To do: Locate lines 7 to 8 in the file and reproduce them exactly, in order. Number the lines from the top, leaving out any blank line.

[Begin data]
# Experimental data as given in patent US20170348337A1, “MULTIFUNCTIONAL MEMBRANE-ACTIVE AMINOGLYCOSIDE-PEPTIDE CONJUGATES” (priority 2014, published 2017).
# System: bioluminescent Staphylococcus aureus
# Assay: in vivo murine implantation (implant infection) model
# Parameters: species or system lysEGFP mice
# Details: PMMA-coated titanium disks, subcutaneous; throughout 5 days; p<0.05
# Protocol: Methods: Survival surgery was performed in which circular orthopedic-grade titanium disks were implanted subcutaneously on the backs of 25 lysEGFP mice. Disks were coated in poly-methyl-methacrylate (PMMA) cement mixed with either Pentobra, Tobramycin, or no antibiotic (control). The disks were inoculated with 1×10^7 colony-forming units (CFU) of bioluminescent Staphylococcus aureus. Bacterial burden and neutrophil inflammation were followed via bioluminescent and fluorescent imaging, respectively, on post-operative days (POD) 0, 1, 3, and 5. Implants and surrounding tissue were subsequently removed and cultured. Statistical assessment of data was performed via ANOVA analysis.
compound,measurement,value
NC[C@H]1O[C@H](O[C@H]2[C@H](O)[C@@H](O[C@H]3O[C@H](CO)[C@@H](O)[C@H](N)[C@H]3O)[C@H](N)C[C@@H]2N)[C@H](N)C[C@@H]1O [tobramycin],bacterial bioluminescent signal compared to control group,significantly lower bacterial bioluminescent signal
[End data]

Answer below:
compound,measurement,value
NC[C@H]1O[C@H](O[C@H]2[C@H](O)[C@@H](O[C@H]3O[C@H](CO)[C@@H](O)[C@H](N)[C@H]3O)[C@H](N)C[C@@H]2N)[C@H](N)C[C@@H]1O [tobramycin],bacterial bioluminescent signal compared to control group,significantly lower bacterial bioluminescent signal